After having students think about cultural projection before defining it, they will recognize how the act of cultural projection affects them in their day-to-day lives without them possibly even knowing it. Next, define cultural projection for them and show them more ways that it manifests itself. During the institute, Herman Beavers defined cultural projection by using Richard M. Merelman’s Representing Black Culture: Race and Cultural Politics in the United States (1995). Merelman defines it as follows:
A politically, economically, and socially subordinated group engages in cultural projection when its allies put forth new, usually more positive pictures of itself beyond its own borders. By inviting respect, commendation, debate, and engagement, these new images contest the negative stereotypes that dominant groups typically apply to subordinates. For its part, a dominant group engages in cultural projection when it and its allies develop a newly positive set of self-images, and put forth such images to subordinate groups. These new images not only contend that dominant groups deserve the right to rule, but also ask subordinate groups to approve rather than resist or distrust rule by dominants. (3)
The key thing to take from the definition above is that the subordinate group, along with its “allies,” work to create more positive, non-stereotypical images of the subordinate group. However, even though a dominant group may perceive, and label itself, as an ally to a subordinate a group, that allegiance brings with it cultural baggage that may deter the union’s efforts. Have students think about this juxtaposition and tease it apart before showing them the three varying equations for cultural projection. During our discussion at the institute, Beavers noted that there are three different types of cultural projection: hegemonic (maintains dominant projection), counter-hegemonic (challenging dominant projection), syncretic (dominant and subordinate working together). The most beneficial, of course, would be the syncretic; however, this type does not always appear. In fact, one of the most determinate would be the hegemonic which, while voicing solidarity, maintains its position of power through its cultural projections of the subordinate group.
To help students see these definitions at work, speak with them about film versions of books, especially the film version of Ernest J. Gaines’s The Autobiography of Miss Jane Pittman (1974). After watching the film, Beavers commented that the movie is a cultural projection developed by the dominant and subordinate groups. However, it is, ostensibly, a film for whites. In that manner, it becomes a form of hegemonic cultural projection. Even though the film garnered nine Emmy awards and paved the way for Roots, it placates a white audience and makes them, in many ways, feel better about their position because the problems of racism and subjugation have been solved, or at least challenged, through the film’s final scene. There are numerous differences between the book and the film that highlight the film’s role as hegemonic cultural projection in opposition to the novel’s position as counter-hegemonic. Ask students, after they have read the book and seen the film (or clips from it), to think about these definitions and to explore how the printed text can be counter-hegemonic while the film version can be hegemonic.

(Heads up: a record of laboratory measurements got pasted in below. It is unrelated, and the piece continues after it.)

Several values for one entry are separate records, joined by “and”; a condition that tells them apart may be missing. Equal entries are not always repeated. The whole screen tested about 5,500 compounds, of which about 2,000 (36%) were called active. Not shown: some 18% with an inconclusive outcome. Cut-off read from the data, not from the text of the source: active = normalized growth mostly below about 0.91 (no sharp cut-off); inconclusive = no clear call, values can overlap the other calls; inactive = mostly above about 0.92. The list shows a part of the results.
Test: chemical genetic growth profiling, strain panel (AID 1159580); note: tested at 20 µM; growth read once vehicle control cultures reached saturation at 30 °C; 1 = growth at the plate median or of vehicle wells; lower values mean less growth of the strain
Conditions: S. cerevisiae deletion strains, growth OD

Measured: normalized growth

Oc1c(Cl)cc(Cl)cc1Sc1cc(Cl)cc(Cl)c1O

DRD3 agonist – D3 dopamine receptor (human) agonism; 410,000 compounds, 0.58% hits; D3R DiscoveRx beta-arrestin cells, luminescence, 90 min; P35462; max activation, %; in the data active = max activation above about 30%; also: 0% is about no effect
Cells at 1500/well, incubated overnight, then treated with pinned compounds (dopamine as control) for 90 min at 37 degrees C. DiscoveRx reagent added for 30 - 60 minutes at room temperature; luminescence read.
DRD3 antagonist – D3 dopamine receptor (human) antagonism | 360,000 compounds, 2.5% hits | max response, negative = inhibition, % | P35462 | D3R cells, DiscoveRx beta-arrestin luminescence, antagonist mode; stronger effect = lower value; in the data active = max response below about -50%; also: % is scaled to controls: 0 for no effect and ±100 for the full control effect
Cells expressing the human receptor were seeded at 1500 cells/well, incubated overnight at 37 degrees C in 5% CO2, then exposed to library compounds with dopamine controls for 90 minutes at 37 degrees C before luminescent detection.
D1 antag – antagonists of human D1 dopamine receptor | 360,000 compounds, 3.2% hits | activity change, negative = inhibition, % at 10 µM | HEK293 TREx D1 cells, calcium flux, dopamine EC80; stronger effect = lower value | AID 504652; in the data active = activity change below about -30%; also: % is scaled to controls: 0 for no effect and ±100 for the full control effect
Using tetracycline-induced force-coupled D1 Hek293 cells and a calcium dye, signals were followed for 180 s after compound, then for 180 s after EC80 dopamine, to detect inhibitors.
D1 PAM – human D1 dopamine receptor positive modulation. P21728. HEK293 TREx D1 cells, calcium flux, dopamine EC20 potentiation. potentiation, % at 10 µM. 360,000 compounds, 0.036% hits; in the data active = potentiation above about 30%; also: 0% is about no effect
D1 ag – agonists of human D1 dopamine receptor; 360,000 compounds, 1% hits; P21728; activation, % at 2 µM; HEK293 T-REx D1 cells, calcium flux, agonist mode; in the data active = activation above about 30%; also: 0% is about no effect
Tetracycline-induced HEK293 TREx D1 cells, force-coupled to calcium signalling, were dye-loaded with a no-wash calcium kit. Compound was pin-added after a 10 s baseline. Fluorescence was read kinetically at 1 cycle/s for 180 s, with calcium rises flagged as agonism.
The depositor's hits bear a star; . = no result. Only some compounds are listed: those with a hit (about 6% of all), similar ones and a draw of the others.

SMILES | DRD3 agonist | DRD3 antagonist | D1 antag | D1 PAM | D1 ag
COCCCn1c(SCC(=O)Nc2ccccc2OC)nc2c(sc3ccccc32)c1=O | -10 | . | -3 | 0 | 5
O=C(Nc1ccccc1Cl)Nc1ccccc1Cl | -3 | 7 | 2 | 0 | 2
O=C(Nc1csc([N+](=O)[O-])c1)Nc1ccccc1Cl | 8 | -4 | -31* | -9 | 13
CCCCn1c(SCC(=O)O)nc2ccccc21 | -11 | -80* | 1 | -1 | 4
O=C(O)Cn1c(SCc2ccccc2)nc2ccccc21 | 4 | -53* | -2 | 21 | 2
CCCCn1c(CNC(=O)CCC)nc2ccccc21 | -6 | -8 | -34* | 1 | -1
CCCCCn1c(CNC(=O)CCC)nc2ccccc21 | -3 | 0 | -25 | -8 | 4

Regarding this, there are a couple of major discrepancies between the film and the book that highlight the different cultural projections that each presents to an audience. When Jane drinks from the water fountain in Bayonne, no one, not even the stern sheriff, challenges her. He stands, as other whites do, above Jane as she drinks from the fountain, maintaining a position of power. In the novel, however, Jane defiantly counters the hegemonic structure of the Samson Plantation by walking directly past Robert as he stands there trying to stop her and the rest of the people form the quarters going to Bayonne to demonstrate after the murder of Jimmy Aaron.